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HECKEL AND KAWAKITA ANALYSES OF GRANULES OF THE CRUDE LEAVES EXTRACT OF

VERNONIA GALAMENSIS PREPARED USING POLYVINYLPYRROLIDONE AS BINDER


Research Article

*AUTAMASHIH M
1
, ISAH AB
1
, ALLAGH TS
1
AND IBRAHIM MA
2

1
Department of Pharmaceutics and Pharmaceutical Microbiology, Faculty of Pharmaceutical Sciences, Ahmadu Bello University,
Zaria,
2
Received: 14 June 2011, Revised and Accepted: 2 Aug 2011
Department of Pharmaceutics and Pharmaceutical Technology, Faculty of Pharmaceutical Sciences, University of Jos, Nigeria.
Email: autamash@gmail.com.
ABSTRACT
The powdered leaf of Vernonia galamensis (Asteraceae) is a herbal drug used in the treatment of diabetes mellitus in folk medicine in northern
Nigeria. The crude aqueous extract of the leaves is deliquescent and usually stored in airtight desiccators. Efforts to use common diluents such as
lactose, starch, and magnesium carbonate for tablet formulation of the extract produced tablets with defects such as sticking and picking. The
purpose of this study was to use the Heckel and Kawakita equations to investigate the compressibility of the granules of the deliquescent crude
extract of Vernonia galamensis prepared using polyvinylpyrrolidone a universally accepted pharmaceutical binder and selected efflorescent
pharmaceutical diluents namely; Aerosil

200, Avicel

PH 101 and calcium phosphate. The Kawakita model provided an excellent fit having high R
2

values whereas negative intercepts in the Heckel model made precision precarious. The very low PK values of the Kawakita (indicating good
fluidity) for all the different formulations also made it preferable in explaining the compressibility of granules of the extract. The ranking for good
compressibility based on the diluent type was as follows; aerosil

200 > Avicel

Keywords: Compressibility, Heckel, Kawakita, Diluents.


PH 101 > calcium phosphate.

INTRODUCTION
The dry powdered leaves of Vernonia galamensis (Asteraceae) have
been used by traditional herbalists in northern Nigeria for ages in
the treatment of diabetes mellitus. Folkloric medicines however,
have no standard dose or acceptable method of formulation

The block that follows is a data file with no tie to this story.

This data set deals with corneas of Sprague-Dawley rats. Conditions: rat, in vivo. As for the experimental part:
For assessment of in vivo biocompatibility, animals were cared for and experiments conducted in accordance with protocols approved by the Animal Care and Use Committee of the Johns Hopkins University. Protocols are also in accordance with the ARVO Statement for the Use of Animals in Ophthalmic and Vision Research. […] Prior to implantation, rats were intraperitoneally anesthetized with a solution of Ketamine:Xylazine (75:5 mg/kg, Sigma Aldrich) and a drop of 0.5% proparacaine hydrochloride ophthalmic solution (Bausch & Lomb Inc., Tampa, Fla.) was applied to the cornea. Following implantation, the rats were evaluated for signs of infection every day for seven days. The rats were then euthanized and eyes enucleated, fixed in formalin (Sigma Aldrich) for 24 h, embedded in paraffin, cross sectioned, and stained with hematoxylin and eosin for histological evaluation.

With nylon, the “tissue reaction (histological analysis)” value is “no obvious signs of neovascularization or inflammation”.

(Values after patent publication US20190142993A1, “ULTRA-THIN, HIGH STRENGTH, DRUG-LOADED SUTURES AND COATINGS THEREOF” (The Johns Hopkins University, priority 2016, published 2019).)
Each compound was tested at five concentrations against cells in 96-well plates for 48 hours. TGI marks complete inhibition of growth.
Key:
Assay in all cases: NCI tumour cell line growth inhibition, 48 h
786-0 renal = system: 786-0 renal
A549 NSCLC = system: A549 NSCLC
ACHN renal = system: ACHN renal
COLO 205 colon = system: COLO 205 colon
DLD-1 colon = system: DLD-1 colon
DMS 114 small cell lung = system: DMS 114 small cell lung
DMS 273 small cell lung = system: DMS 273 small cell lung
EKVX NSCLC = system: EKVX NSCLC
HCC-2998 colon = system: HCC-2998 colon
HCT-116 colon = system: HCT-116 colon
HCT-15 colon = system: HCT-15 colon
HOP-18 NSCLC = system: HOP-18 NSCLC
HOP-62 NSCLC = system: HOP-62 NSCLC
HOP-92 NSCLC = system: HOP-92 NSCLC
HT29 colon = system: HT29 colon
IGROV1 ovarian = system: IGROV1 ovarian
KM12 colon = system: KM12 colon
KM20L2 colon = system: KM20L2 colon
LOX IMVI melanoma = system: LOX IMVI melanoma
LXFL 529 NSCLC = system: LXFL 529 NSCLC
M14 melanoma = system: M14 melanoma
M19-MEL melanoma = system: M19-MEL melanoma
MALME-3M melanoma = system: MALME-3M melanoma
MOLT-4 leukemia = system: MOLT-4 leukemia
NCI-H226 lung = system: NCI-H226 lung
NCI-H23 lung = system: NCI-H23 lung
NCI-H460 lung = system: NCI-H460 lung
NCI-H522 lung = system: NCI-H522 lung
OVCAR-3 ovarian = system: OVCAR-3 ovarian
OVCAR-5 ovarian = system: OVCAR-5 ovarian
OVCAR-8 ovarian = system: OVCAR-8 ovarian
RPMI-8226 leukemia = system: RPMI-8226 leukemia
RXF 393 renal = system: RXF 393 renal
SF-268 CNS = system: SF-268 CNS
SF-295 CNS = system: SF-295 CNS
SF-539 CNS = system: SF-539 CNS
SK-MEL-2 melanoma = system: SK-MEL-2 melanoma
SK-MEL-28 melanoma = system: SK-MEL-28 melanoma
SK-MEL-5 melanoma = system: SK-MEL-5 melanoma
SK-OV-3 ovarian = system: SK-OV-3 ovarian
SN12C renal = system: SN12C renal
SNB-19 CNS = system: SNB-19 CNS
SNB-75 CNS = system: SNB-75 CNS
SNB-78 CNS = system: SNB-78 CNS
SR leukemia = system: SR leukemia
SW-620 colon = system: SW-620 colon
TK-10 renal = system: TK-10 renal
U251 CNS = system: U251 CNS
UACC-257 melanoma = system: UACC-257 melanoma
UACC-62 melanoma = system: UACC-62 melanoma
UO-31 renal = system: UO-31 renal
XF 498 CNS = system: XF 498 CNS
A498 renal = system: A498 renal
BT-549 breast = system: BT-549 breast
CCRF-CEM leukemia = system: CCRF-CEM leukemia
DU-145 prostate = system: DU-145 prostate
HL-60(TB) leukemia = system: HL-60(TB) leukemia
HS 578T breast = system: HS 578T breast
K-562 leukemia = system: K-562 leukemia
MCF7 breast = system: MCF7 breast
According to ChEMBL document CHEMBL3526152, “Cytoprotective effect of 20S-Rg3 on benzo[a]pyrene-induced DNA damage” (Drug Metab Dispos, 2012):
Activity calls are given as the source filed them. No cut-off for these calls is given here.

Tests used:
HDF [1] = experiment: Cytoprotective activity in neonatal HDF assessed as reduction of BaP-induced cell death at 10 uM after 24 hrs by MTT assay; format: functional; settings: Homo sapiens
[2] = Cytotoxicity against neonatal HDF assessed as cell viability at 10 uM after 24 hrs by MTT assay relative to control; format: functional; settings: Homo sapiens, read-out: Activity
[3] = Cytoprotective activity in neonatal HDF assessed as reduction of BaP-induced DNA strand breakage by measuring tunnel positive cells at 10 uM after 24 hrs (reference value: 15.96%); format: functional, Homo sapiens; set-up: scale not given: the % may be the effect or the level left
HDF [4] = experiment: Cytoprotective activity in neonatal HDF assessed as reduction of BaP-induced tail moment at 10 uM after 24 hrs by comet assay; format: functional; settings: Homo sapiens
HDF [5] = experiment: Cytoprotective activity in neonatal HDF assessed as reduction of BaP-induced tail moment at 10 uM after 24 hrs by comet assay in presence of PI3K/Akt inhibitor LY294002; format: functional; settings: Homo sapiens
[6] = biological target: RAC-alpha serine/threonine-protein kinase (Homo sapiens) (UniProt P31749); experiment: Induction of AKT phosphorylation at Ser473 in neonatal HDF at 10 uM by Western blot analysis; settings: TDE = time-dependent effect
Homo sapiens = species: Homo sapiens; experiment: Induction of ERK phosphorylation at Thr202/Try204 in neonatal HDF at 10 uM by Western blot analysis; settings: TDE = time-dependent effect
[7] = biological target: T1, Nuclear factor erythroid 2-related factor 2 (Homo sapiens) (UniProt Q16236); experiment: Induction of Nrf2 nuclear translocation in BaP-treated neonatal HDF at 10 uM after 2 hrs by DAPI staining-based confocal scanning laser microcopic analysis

1
. This
necessitates the need for standardization and formulation of the
medicines in conformity with current Good Manufacturing Practice
(GMP). Some researchers have chosen the tablet over other dosage
forms for the formulation of medicinal plant extracts
2
due to the
advantages of the former. Most plant extracts are hygroscopic and
susceptibility to microbial degradation, so the choice of a suitable
pharmaceutical dosage form that will conform to current GMP
cannot be overemphasized. Tablets are by far the most frequently
used dosage form for all active medicinal ingredients; they have
advantages for both manufacturer and user. Ease of administration,
convenience of administration, and accurate dosing make tablets a
versatile and popular dosage form
3
The aim of this study was to use the Heckel and Kawakita equations
to investigate the consolidation behavior of granules of the dry
crude leaf extract of Vernonia galamensis (EVG) prepared using
polyvinylpyrrolidone (PVP) a universally accepted pharmaceutical
binder and selected efflorescent pharmaceutical diluents namely;
Aerosil
.

200 (AR), Avicel

The Heckel equation has by far been the most popular in recent
years among pharmaceutical scientists, and many apparent yield
pressure values (in-die, P
PH 101 (AV) and calcium phosphate (CP).
The EVG is highly hydroscopic and deliquescent and is stored over
silica gel in a desiccator. Efforts to use common diluents such as
lactose, starch, and magnesium carbonate for tablet formulation of
the extract produced tablets with defects such as sticking and
picking. In the attempt to check the deliquescent characteristics of
the extract, efflorescent diluents were selected for this formulation
process.
y) and mean yield pressure values
(out-of-die) of active substances and tableting excipients have
been published
4
. The model has often been applied to study
powder mixtures and to evaluate granule manufacture. Of recent,
scientists have also made attempts to use the Heckel relation for
predicting powder characteristics of active crude plant extracts
2
Despite the versatility of the Heckel equation however, drawbacks
and limitations to its use have been reported
.
3
. Some scientists
have used more than one equation to try to eliminate the
shortcomings of the other
5.6
Heckel Analysis: - The plots constructed according to the Heckel
equation
. Hence, in this study, both Heckel and
Kawakita plots have been used to assess the compression
characteristics of EVG in combination with the three efflorescent
diluents; AR, CP and AV.
7
Ln [1/(1D)] = KP +A (1)
were used to characterize the consolidation behavior of
the formulations:
where D is the ratio of the density of the powder mass at pressure P
to the density of the powder mixture (i.e., relative density). K, the
slope of the straight portion of the graph, reflects the reduction in
porosity or the resistance to volume reduction of granules and A is a
constant. The yield pressure, PY, is usually calculated as the
reciprocal of the linear portion of the slope of the Heckel plot. The
relative density DA
D
was calculated from the intercept, A, using the
equation:
A = 1e
A
D
. (2)
B, the relative density during the rearrangement phase was
calculated from the difference between DA and DO
Kawakita Analysis: - The Kawakita equation
(relative density
of the granules at nil pressure).
8
C = [V
describes the
relationship between the volume reduction of powder column and
the applied pressure;
o V/ Vo
Where, C, is degree of volume reduction, V
] = [abP/1 + bP] (4)
o
P/C = P/a + 1/ab (5)
is Initial volume, V is
volume of powder column under the applied pressure P. a, b are